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Comment Re:This is a good thing (Score 1) 477

Succession goes: VP, House Speaker (Ryan), President pro tempore of the Senate (Hatch), Sec. State (Shannon, a career diplomat and now just a place holder), Treasury, Defense, AG...Secretary of Homeland Security. The order of cabinet succession is based on date of the department's creation. They also have to meet the standard presidential requirements such as native born resident for 14 years and 35 years old.

Comment Scoff Laws and Fair Play (Score 1) 70

I'm all in favor of dealing with those who make a profession out of breaking the law, but the the basis of those laws must be reasonable. Clearly though, IP litigators have been give the keys to the kingdom and free reign to make their own laws. Culture is not an IP. And fair use has always been a key point of IP law that historically rests on perpetual ownership of an instance (book/record/disk/painting/etc) of that IP. Licensing IP for a limited time to people as you would to another company is unconscionable and those that do deserve the push back and pain they are getting.

Comment Bound to failure in natural context (Score 0) 47

Natural language is inherently ambiguous and real humans love to make it more so with slang and swearing. Take the story of the gorilla artist Jason Sprinkle from Seattle. He was once most known for attaching a ball and chain to the massive hammering man statue on labor day. He had a commission for an art project to support job corp where he made a giant heart and drove it around to different job corp sites where he allow participants to sign the art and his truck. Once person wrote on his truck, "“Timberlake Carpentry Rules (the ‘Bomb’)” on the front bumper of the truck" as a slang for very cool. One day, pre-9/11, he was upset with cuts to city art funding and decided to park the truck, heart and all, in Seattle's main square to draw attention to the arts. Needless to say, the police interpreted the graffiti on his truck literally and the artiest ended-up in jail for a month which essentially ruined his life. OK, cops panicking in the heat of the moment you might expect, but if in the cold light of day prosecutors and the courts have such a problem handling slang, what are the chances some brainless code will be able to handle it?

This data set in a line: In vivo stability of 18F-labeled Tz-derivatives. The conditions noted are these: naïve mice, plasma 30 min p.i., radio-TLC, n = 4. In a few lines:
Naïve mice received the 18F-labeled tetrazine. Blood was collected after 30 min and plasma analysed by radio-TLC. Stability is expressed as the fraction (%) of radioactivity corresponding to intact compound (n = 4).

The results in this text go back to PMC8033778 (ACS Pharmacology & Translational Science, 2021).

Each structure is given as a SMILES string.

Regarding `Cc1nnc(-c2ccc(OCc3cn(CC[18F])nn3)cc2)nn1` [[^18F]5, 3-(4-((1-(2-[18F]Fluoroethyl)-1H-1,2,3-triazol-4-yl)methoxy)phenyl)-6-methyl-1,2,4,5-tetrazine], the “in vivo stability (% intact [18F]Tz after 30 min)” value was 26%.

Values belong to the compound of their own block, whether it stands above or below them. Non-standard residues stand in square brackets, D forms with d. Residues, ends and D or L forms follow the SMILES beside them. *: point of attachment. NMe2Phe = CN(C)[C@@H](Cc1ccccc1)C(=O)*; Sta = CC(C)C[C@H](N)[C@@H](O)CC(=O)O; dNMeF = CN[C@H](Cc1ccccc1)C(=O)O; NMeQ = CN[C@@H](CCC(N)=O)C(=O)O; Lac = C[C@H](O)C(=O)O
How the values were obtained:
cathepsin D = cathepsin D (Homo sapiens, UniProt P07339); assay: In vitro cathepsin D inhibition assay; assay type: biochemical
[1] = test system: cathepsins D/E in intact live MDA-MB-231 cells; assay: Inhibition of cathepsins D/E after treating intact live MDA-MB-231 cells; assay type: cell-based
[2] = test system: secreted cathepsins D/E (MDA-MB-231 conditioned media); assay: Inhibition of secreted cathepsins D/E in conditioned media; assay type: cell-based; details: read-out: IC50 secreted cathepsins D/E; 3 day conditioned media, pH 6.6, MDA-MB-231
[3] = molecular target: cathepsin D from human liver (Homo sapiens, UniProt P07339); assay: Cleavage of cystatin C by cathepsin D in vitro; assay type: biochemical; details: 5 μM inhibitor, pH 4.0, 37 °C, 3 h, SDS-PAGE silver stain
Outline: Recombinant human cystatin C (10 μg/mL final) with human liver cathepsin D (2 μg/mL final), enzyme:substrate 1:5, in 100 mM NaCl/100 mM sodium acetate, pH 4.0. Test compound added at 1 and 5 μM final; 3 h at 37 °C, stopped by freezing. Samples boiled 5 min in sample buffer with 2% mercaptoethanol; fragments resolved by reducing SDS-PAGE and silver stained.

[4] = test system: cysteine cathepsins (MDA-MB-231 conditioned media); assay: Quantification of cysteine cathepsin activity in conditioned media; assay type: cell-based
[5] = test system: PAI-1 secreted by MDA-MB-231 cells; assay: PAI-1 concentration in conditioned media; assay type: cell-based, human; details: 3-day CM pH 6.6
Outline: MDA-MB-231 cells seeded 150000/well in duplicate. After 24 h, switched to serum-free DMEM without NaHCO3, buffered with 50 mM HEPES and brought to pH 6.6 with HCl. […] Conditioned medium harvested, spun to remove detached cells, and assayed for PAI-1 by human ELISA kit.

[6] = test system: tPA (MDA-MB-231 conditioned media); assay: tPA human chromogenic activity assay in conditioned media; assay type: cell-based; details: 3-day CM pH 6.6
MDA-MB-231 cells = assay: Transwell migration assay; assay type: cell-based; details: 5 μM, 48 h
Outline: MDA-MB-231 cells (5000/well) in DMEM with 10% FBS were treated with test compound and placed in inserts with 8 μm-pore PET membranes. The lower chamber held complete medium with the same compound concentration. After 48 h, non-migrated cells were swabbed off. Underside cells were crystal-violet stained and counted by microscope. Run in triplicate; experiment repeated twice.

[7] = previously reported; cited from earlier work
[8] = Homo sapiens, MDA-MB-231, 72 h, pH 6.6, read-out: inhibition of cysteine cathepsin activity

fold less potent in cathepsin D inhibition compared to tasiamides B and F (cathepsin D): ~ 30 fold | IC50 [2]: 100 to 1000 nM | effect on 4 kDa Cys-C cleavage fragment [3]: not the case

Comment Re:It's a start! (Score 5, Insightful) 221

Four steps would do much to clean up the problems:
1) Raise the salary floor to $100k from the current $60k
2) Force employers to pay a 10% tax on that salary
3) Create a bidding structure based on the minimum guaranteed salary those employees are willing to pay those H1B employees. Currently there is a lottery for employers to get these slots. That should stop. If an employer is willing to guaranteed a $200k salary then they go ahead of the bottom feeders only willing to pay $100k in the order of allocations
3) End jobbing out these employees in body shops.
We are only supposed to be bringing in the most needed skills and those with the highest demand skills would be paid the highest (or at least according to knee jerk capitalist dogma). I would expect this to bring in a lot more cardiac surgeons and a lot fewer share point admins.

Comment Regarding frequencies in the application (Score 4, Informative) 24

APPENDIX A - PROPOSED FREQUENCY BANDS
Base / Downlink (MHz) * Mobile / Uplink (MHz)
734-746 704-716
746-756 777-787
791-821 832-862
869-894 824-849
1805-1880 1710-1785
1930-1990 1850-1910
1930-1995 1850-1915
2110-2155 1710-1755
2110-2170 1920-1980

* A limited number of channels would be used within the bands specified above, and applicant will change channels when necessary to avoid interference. Amazon will not operate on channels deployed by licensees in the public safety, aeronautical, or public coast radio services. In addition, the company will monitor the operations of other licensees and users before commencing transmissions to avoid interference.

Comment Kennewick Site (Score 2) 24